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Stearman Kaydet

The Stearman Model 75 is a biplane formerly used as a military trainer aircraft, of which at least 10,626 were built in the United States during the 1930s and 1940s.

Stearman Aircraft became a subsidiary of Boeing in 1934.

Widely known as the Stearman, Boeing Stearman, or Kaydet, it served as a primary trainer for the United States Army Air Forces, the United States Navy as the NS and N2S, and with the Royal Canadian Air Force as the Kaydet throughout World War II.

The Kaydet was a conventional biplane of rugged construction, with a large, fixed tail wheel undercarriage, and accommodation for the student and instructor in open cockpits in tandem.

The radial engine was usually not cowled, although some Stearman operators choose to cowl the engine, most notably the Red Baron Stearman Squadron.


The U.S. Army Air Forces Kaydet had three different designations based on its power plant

Production was 2,141 in total for all models.


Initial production, R-680-B4B engine, 26 built


R-680-7 engine, 92 delivered 1937–38, Model A-75


R-680-11 engine, 255 delivered 1939–40


Six PT-13Bs were modified for instrument flying.


PT-13As equipped with the R-680-17 engine, 353 delivered, Model E-75


With a Continental R-670-5 engine, 3,519 were delivered.

PT-17A 18 PT-17s were equipped with blind-flying instrumentation.

PT-17B Three PT-17s were equipped with agricultural spraying equipment for pest control.


PT-13 with a Jacobs R-755 engine, 150 built

PT-18A Six PT-18s were fitted with blind-flying instrumentation.


Canadian PT-17: This designation was given to 300 aircraft supplied under Lend-Lease to the Royal Canadian Air Force.

The U.S. Navy had several versions, including:


Up to 61 delivered, powered by surplus 220 hp (164 kW) Wright J-5 Whirlwind



R-670-14 engine, 250 delivered to the U.S. Navy


R-680-8 engine, 125 delivered to the U.S. Navy


R-670-4 engine, 1,875 delivered to the U.S. Navy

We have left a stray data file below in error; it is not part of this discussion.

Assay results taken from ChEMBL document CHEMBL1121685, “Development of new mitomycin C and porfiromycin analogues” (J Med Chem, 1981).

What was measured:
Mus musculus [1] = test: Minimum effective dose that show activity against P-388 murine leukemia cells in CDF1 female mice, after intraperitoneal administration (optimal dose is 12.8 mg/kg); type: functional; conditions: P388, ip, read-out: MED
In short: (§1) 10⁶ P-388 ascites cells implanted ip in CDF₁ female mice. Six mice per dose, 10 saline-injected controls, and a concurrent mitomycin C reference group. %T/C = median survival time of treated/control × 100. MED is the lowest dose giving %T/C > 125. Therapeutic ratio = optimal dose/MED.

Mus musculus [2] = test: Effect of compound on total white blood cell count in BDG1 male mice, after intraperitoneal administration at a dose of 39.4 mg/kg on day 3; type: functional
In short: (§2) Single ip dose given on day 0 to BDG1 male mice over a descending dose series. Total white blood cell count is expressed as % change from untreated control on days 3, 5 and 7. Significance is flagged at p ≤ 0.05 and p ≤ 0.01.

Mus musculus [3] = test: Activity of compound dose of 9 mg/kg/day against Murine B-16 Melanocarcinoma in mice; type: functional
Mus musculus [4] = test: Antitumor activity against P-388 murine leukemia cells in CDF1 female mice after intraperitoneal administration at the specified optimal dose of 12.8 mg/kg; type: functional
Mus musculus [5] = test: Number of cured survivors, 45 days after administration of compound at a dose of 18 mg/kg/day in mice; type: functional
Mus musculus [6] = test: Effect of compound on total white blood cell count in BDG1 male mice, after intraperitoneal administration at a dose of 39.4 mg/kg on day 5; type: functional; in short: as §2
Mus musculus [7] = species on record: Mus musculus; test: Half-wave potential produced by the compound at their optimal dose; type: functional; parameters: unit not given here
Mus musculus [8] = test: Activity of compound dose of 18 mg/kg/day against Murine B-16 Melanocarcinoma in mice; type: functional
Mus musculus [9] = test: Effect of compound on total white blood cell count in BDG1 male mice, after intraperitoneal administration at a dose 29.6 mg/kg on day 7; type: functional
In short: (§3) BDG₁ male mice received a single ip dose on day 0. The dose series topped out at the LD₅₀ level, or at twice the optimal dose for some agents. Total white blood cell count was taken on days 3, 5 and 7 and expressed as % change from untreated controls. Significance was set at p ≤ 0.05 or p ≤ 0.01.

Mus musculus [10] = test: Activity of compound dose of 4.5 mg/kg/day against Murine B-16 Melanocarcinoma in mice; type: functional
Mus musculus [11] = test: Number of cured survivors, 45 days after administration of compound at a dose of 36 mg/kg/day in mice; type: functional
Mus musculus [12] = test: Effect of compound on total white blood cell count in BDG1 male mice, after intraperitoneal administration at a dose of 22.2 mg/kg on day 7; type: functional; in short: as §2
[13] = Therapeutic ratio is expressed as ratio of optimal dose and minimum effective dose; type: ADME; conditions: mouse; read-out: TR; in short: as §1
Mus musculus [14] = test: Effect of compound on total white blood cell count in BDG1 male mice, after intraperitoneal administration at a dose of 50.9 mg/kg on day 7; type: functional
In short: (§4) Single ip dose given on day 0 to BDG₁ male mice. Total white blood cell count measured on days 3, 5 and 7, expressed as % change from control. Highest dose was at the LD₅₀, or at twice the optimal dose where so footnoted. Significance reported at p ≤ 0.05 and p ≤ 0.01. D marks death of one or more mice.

99 U.S. Army aircraft diverted to the U.S. Navy, plus 577 newly built aircraft


R-680-17 engine, 1,450 delivered to the U.S. Navy

Stearman 70

Original prototype, powered by 215 hp (160 kW) Lycoming radial engine, temporary designation XPT-943 for evaluation

Model 73

Initial production version, 61 built for U.S. Navy as NS plus export variants

Model 73L3

Version for the Philippines, powered by 200 hp (150 kW) R-680-4 or R-680C1 engines

Model A73B1

Seven aircraft for Cuban Air Force powered by 235 hp (175 kW) Wright R-790 Whirlwind, delivered 1939–1940

Model A73L3

Improved version for the Philippines, three built

Stearman 75



Evaluated by the U.S. Army as a primary trainer, the X75L3 became the PT-13 prototype.

Variants of the 75 formed the PT-17 family.

Stearman 76

Export trainer and armed versions of the 75

Stearman 90 and 91

(Or X90 and X91) the metal-frame version, became the XBT-17

Stearman XPT-943

The X70 evaluated at Wright Field

American Airmotive NA-75

Single-seat agricultural conversion of Model 75, fitted with new, high-lift wings





24 ft 9 in (7.54 m)


32 ft 2 in (9.80 m)


9 ft 8 in (2.95 m)

Wing area

298 sq ft (27.7 m2)

Empty weight

1,931 lb (876 kg)

Max take-off weight

2,635 lb (1,195 kg)

Fuel capacity

46 US gal (38 imp gal; 170 l)


1 × Continental R-670-5,

7-cylinder air-cooled radial piston engine,

220 hp (160 kW)


2-bladed fixed-pitch propeller


Maximum speed

124 mph (200 km/h, 108 kn)

Cruise speed

96 mph (154 km/h, 83 kn)

Service ceiling

13,200 ft (4,000 m)

Time to altitude

10,000 ft (3,000 m) in 17 minutes 18 seconds

Wing loading

9.9 lb/sq ft (48 kg/m2)

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